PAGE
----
By 1865 he was teaching classical Greek at the school, taking over the class from his mentor and friend, Dr John Woolley. Although the class size was relatively small, Windeyer taught both at an elementary and advanced level, reporting at the Annual General meeting for 1865 that:

the attendance, though small, has been regular and uniform throughout the year and the progress made, steady and satisfactory. [13]

Windeyer taught for only two years, with his increasing professional commitments forcing him to resign as teacher in 1867. He did however remain on the Mechanics' committee, having been re-elected as one of four vice presidents in 1866, and he returned to teaching, Latin this time, in 1869.

In 1874, Windeyer was elected as President of the School for the first time. One of Windeyer's first duties was to see through the incorporation of the SMSA by the New South Wales Legislative Assembly, formalising in law the by-laws of the SMSA and defining the responsibilities and the powers vested in the committee. [14]

1874 was also the year that the SMSA began to gain traction in its campaign for the establishment of the Technical and Working Men's College. The idea of a Technical and Working Men's College had been first mooted in the 1860s by Woolley, but it was not until 1872 that the committee agreed to investigate the possibility. By 1874, the committee had agreed that a technical college could help revive the SMSA's teaching capacity as well as draw the institution closer to its original goal of educating the working people of the city, rather than just the middle and upper classes. Access to education was one of Windeyer's passions, as demonstrated throughout his Parliamentary career, and so he took on the establishment of the Working Men's college with some gusto.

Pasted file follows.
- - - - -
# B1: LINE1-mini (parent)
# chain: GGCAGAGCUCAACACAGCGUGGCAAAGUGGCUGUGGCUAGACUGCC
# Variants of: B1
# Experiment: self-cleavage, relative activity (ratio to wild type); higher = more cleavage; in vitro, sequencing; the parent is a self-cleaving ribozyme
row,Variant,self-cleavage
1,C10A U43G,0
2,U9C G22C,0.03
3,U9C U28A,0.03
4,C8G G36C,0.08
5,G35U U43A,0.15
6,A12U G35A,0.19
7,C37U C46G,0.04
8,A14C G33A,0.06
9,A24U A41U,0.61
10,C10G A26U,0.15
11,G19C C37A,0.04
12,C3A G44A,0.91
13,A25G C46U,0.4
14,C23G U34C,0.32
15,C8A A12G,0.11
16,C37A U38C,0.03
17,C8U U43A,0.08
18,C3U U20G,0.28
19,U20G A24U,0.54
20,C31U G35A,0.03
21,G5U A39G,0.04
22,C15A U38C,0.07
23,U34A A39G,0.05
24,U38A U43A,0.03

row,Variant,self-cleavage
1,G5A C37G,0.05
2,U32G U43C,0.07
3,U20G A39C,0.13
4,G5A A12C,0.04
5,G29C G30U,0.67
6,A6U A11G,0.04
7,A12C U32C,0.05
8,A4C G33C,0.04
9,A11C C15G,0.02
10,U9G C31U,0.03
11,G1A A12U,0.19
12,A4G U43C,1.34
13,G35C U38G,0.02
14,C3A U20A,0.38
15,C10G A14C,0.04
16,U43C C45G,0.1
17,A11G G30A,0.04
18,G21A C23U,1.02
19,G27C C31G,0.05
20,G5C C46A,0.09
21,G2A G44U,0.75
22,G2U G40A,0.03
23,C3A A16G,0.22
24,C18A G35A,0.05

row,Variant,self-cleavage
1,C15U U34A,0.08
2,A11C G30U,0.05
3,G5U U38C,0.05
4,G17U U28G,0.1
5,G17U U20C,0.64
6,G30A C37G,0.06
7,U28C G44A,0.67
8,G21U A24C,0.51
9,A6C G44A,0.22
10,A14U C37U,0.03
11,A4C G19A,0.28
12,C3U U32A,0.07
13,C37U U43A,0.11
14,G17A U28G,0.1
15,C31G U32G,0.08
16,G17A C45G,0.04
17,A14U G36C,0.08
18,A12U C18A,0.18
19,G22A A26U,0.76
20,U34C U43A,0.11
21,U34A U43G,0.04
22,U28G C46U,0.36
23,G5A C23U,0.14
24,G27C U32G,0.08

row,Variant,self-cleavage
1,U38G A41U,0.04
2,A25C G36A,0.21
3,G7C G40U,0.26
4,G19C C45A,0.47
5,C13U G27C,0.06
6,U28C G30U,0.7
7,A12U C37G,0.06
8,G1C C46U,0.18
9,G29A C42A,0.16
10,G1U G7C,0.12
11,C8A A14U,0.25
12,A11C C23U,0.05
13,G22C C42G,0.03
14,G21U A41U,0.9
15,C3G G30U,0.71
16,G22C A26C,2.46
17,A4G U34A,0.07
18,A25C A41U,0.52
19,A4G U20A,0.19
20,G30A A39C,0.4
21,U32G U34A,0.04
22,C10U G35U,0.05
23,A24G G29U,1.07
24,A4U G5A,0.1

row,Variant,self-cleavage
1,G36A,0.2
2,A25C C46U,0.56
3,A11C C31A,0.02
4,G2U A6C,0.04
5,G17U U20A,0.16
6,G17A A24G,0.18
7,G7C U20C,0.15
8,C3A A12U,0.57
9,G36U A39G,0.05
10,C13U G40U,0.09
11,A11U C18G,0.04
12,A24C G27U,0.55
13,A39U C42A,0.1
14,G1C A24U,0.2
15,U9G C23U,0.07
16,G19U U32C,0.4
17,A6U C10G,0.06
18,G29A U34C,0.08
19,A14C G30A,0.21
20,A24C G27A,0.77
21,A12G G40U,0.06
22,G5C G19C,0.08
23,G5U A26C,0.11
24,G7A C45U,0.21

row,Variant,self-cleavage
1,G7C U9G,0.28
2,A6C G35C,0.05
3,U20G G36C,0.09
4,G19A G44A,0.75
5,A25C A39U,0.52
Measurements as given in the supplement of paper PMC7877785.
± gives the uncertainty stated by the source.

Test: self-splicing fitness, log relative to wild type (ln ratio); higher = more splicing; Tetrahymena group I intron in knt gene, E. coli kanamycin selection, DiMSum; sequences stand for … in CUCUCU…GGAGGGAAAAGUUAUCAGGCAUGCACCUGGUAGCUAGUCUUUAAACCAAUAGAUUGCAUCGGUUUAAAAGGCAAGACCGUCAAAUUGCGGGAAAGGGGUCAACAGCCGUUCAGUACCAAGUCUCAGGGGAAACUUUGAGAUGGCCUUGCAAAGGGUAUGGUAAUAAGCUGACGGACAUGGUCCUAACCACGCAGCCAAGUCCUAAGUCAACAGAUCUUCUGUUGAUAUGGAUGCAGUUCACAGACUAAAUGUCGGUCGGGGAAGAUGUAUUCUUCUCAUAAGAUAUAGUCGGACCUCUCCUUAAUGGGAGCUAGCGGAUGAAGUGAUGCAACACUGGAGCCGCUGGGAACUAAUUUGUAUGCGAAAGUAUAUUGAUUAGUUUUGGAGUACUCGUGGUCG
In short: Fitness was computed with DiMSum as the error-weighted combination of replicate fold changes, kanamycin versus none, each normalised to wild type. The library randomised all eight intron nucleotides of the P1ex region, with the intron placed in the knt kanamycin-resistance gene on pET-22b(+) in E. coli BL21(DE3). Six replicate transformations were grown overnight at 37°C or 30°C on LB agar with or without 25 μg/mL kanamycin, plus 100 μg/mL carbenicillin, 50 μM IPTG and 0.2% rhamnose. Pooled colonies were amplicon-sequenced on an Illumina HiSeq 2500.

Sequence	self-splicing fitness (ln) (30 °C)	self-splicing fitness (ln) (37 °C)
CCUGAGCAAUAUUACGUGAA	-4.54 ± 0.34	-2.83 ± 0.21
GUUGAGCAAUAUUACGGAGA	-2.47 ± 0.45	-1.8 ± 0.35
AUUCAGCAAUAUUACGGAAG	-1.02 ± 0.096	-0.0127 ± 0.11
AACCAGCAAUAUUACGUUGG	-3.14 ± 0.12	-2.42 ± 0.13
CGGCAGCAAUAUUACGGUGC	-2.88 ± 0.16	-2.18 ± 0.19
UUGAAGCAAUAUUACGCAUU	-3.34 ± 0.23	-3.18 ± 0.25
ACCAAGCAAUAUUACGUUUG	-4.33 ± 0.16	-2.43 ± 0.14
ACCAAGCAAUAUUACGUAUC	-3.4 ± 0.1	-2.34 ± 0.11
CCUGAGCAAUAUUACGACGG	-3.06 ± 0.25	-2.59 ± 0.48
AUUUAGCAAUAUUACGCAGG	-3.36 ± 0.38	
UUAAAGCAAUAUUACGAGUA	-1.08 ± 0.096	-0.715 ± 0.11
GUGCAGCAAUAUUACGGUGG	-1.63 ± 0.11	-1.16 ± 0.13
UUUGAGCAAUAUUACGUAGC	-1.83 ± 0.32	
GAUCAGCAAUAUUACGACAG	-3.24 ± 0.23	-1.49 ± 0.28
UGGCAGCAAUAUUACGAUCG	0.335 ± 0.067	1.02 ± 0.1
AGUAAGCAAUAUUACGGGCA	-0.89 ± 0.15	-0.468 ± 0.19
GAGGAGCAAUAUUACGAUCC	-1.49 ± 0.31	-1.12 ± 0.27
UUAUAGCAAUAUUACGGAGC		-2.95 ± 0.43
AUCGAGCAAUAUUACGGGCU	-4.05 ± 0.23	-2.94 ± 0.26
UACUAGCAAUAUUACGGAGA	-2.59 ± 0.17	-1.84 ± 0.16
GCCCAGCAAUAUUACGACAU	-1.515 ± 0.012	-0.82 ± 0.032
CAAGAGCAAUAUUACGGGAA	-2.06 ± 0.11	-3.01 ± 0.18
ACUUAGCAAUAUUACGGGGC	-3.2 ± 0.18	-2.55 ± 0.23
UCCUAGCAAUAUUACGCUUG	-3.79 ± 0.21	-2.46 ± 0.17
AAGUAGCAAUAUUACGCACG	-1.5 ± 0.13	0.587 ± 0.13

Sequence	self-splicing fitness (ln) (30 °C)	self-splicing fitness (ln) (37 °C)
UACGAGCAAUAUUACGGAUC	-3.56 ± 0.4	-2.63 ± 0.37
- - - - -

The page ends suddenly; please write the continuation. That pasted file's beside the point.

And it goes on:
Windeyer steered the committee towards securing funding from the Government for the Working Men's College by proposing the affiliation of the college with a new School of Mines, however he remained cautious about any new college taking over the role traditionally held by the SMSA, that of educating the working man. Partly in order to ensure the SMSA's continued role, in March 1879 the committee of the SMSA drafted a set of rules for the proposed college, the first of which enshrined the management of the college within the committee of the SMSA. Although this was met with hostility from the other organisations involved in the establishment of the college, including the Trades and Labour Council, the Engineering Association and the Builders and Contractors Association, who wanted some say in the running of the college, Windeyer and the SMSA prevailed, in part because of the 1874 incorporation which gave them control over activities in their buildings.